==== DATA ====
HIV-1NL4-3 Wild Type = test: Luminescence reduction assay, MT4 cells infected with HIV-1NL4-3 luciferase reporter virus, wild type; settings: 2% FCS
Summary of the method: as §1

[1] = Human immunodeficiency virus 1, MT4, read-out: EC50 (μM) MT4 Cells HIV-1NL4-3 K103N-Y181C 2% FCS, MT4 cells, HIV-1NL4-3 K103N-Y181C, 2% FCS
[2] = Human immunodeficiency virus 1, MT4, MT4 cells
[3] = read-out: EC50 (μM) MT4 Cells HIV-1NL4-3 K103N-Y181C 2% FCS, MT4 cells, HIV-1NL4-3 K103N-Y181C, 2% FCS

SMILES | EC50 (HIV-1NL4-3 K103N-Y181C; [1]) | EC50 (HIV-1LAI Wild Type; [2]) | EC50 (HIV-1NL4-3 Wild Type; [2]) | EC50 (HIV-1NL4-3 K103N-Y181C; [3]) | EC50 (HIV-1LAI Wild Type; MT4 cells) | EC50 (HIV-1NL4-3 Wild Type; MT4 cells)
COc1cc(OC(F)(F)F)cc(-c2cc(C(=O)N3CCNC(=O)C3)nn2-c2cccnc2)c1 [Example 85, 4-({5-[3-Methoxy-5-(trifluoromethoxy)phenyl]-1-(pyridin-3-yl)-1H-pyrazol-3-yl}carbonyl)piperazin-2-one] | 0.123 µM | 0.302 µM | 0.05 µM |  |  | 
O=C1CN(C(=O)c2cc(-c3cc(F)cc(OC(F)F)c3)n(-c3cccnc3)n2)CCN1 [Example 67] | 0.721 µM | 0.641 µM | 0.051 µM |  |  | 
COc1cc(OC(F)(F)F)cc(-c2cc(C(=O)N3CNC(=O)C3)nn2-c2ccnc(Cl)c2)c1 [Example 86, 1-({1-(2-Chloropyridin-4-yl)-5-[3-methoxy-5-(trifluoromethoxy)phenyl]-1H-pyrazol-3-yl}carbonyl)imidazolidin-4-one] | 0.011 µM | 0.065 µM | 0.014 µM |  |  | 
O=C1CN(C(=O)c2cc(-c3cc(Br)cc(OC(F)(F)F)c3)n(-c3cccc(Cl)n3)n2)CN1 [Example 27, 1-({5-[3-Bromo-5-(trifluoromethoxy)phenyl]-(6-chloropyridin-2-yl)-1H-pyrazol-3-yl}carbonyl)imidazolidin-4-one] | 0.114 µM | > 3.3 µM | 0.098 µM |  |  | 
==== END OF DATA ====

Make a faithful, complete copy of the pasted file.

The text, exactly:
HIV-1NL4-3 Wild Type = test: Luminescence reduction assay, MT4 cells infected with HIV-1NL4-3 luciferase reporter virus, wild type; settings: 2% FCS
Summary of the method: as §1

[1] = Human immunodeficiency virus 1, MT4, read-out: EC50 (μM) MT4 Cells HIV-1NL4-3 K103N-Y181C 2% FCS, MT4 cells, HIV-1NL4-3 K103N-Y181C, 2% FCS
[2] = Human immunodeficiency virus 1, MT4, MT4 cells
[3] = read-out: EC50 (μM) MT4 Cells HIV-1NL4-3 K103N-Y181C 2% FCS, MT4 cells, HIV-1NL4-3 K103N-Y181C, 2% FCS

SMILES | EC50 (HIV-1NL4-3 K103N-Y181C; [1]) | EC50 (HIV-1LAI Wild Type; [2]) | EC50 (HIV-1NL4-3 Wild Type; [2]) | EC50 (HIV-1NL4-3 K103N-Y181C; [3]) | EC50 (HIV-1LAI Wild Type; MT4 cells) | EC50 (HIV-1NL4-3 Wild Type; MT4 cells)
COc1cc(OC(F)(F)F)cc(-c2cc(C(=O)N3CCNC(=O)C3)nn2-c2cccnc2)c1 [Example 85, 4-({5-[3-Methoxy-5-(trifluoromethoxy)phenyl]-1-(pyridin-3-yl)-1H-pyrazol-3-yl}carbonyl)piperazin-2-one] | 0.123 µM | 0.302 µM | 0.05 µM |  |  | 
O=C1CN(C(=O)c2cc(-c3cc(F)cc(OC(F)F)c3)n(-c3cccnc3)n2)CCN1 [Example 67] | 0.721 µM | 0.641 µM | 0.051 µM |  |  | 
COc1cc(OC(F)(F)F)cc(-c2cc(C(=O)N3CNC(=O)C3)nn2-c2ccnc(Cl)c2)c1 [Example 86, 1-({1-(2-Chloropyridin-4-yl)-5-[3-methoxy-5-(trifluoromethoxy)phenyl]-1H-pyrazol-3-yl}carbonyl)imidazolidin-4-one] | 0.011 µM | 0.065 µM | 0.014 µM |  |  | 
O=C1CN(C(=O)c2cc(-c3cc(Br)cc(OC(F)(F)F)c3)n(-c3cccc(Cl)n3)n2)CN1 [Example 27, 1-({5-[3-Bromo-5-(trifluoromethoxy)phenyl]-(6-chloropyridin-2-yl)-1H-pyrazol-3-yl}carbonyl)imidazolidin-4-one] | 0.114 µM | > 3.3 µM | 0.098 µM |  |  | 